One of the ways we do this is by organizing our content into various Zones on MMS Online. Zones are knowledge centers on key topics where information is aggregated and organized for you to find relevant information on that topic. Take, for example, our CAD/CAM Zone. If you poke around in it, you’ll discover a central hub for new products, videos, articles, columns, case studies and other editorial content we’ve collected on the subject. It’s also a great place to discover new suppliers of CAD, CAM and related software, if you’re in the market for it.

We have many different zone pages on MMS online. Take a peek and see what you can learn.

Posted by: Derek Korn 4. February 2015

A Side Benefit to Benchmarking: Gaining a Customer

JD Machine maintains a clean, organized shop in Ogden, Utah.

Our fifth annual Top Shops benchmarking survey is now live through the end of February, and this article explains more about it.

Another element of Top Shops is an Honors Program that highlights successful participating companies in each of the survey’s four primary sections: machining technology, shopfloor practices, business strategy and human resources. Honors Program winners are profiled in the pages of Modern Machine Shop and on our website. Ogden, Utah’s JD Machine was a winner in 2013, and Matthew Wardle, company president, says that the resulting exposure helped net a nice contract from a new customer. 

Posted by: Stephanie Monsanty 3. February 2015

Spotlight Slideshow: Grinding

Grinding has an incredible range of uses in the machine shop—from roughing out a geometry to finishing workpieces with tight tolerances to threading parts to machining cutting tools. The selection of equipment featured in February’s Modern Equipment Review Spotlight slideshow reflects that variety of applications. Click on the image above for a slideshow of grinding equipment ranging from grinding wheels and abrasives to complete grinding systems equipped with automation and metrology capabilities.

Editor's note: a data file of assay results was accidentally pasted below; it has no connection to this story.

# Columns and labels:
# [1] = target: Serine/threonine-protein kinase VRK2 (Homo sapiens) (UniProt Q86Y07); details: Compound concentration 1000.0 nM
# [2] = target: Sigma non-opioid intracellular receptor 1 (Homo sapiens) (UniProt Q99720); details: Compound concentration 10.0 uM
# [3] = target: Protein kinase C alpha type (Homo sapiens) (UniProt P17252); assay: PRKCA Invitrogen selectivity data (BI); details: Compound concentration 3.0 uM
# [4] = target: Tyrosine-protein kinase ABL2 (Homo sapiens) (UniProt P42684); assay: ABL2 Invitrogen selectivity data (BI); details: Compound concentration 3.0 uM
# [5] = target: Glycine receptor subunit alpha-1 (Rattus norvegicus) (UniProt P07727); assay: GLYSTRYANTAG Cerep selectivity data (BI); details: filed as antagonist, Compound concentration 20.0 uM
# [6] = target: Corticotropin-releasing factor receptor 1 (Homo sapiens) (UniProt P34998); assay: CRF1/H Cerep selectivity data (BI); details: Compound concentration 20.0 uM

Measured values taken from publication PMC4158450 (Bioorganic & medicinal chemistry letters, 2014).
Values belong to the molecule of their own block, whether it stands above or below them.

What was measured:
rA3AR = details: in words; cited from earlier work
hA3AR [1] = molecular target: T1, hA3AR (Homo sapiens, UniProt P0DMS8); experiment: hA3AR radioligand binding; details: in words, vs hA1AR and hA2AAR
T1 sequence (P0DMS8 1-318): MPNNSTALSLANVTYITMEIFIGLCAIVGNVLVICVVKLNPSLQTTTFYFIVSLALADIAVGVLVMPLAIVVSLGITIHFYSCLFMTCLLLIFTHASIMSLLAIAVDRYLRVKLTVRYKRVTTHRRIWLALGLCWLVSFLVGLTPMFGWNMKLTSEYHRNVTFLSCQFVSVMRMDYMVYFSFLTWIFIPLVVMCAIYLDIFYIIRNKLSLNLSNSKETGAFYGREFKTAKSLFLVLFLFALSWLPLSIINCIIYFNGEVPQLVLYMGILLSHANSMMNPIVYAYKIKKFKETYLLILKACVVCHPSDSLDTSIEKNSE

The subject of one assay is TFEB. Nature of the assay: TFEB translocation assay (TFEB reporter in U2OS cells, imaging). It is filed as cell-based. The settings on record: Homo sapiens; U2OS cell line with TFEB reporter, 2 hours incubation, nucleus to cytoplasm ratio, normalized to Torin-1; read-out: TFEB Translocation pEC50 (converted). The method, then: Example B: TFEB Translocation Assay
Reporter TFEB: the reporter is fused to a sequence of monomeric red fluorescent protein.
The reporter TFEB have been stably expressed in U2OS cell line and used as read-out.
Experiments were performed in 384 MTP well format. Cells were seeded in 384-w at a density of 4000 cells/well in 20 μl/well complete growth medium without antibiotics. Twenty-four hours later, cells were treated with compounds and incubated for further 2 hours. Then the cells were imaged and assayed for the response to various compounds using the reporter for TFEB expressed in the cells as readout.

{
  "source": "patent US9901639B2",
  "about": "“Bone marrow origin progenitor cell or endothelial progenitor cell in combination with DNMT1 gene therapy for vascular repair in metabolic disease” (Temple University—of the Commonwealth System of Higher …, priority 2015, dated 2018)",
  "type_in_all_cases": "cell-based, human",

Posted by: Peter Zelinski 2. February 2015

The Changing Shape of Manufacturing

What is topology optimization? It is the use of mathematical analysis to achieve a part form that is suited purely to the load and function of the part, omitting all superfluous material. “You could think of it as being like a game of Jenga,” says David Ewing, technical marketing engineer for Renishaw’s Additive Manufacturing Products Division. That is, the objective is to remove blocks from low-stress areas that aren’t contributing to the strength of the part, leaving the part’s essential structure intact.

Topology optimization produces organic forms that generally can’t be produced through conventional manufacturing. However, realizing optimal part forms is one of the promises of additive manufacturing, which excels at producing complex shapes.

Mr. Ewing wrote this article on how topology optimization enabled Empire Cycles to produce a bike frame bracket 44 percent lighter than the bracket’s original design—even though the new, lightweight bracket is titanium when the heavy bracket had been aluminum.

Read more about topology optimization in this article about additive manufacturing at Penn State University.